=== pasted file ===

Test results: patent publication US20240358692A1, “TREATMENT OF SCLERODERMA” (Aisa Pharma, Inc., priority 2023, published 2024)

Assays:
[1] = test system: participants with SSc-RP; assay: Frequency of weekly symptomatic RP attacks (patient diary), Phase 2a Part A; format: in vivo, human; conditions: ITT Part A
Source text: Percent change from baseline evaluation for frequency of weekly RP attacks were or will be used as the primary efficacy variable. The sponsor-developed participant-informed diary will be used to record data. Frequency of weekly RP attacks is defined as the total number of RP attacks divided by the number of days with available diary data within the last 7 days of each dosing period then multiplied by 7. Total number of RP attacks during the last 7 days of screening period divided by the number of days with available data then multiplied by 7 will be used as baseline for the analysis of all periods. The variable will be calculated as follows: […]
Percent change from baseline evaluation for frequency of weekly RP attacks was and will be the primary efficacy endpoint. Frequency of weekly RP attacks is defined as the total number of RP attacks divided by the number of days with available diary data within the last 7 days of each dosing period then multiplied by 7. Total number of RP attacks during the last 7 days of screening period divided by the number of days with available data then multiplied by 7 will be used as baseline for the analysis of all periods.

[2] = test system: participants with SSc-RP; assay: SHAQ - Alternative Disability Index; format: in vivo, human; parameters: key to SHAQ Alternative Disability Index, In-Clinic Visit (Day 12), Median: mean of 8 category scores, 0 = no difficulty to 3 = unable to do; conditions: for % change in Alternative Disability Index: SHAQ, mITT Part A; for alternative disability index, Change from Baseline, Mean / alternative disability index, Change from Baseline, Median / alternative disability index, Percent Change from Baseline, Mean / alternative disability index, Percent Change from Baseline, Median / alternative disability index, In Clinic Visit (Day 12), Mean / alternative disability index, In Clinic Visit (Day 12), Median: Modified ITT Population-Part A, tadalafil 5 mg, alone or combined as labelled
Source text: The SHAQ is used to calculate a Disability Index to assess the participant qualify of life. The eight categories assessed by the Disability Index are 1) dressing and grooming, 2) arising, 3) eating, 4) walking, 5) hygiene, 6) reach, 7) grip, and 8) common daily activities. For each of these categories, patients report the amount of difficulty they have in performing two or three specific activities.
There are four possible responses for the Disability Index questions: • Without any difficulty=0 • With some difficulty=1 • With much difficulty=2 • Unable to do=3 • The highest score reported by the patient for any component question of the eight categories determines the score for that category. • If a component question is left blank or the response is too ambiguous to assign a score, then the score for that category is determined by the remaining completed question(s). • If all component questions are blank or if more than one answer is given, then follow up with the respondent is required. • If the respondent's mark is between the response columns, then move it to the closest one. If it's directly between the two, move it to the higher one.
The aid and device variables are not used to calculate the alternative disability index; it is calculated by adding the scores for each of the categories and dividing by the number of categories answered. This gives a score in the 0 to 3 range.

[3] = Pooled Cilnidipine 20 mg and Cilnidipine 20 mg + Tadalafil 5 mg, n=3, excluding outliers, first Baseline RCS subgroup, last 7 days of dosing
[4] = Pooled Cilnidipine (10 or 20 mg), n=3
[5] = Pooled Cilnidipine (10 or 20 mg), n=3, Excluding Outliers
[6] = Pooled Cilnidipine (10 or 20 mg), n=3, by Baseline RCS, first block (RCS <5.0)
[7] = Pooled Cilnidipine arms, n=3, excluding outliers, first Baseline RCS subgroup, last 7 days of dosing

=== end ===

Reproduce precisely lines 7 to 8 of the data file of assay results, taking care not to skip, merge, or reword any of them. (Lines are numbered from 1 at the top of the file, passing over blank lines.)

Source text: The SHAQ is used to calculate a Disability Index to assess the participant qualify of life. The eight categories assessed by the Disability Index are 1) dressing and grooming, 2) arising, 3) eating, 4) walking, 5) hygiene, 6) reach, 7) grip, and 8) common daily activities. For each of these categories, patients report the amount of difficulty they have in performing two or three specific activities.
There are four possible responses for the Disability Index questions: • Without any difficulty=0 • With some difficulty=1 • With much difficulty=2 • Unable to do=3 • The highest score reported by the patient for any component question of the eight categories determines the score for that category. • If a component question is left blank or the response is too ambiguous to assign a score, then the score for that category is determined by the remaining completed question(s). • If all component questions are blank or if more than one answer is given, then follow up with the respondent is required. • If the respondent's mark is between the response columns, then move it to the closest one. If it's directly between the two, move it to the higher one.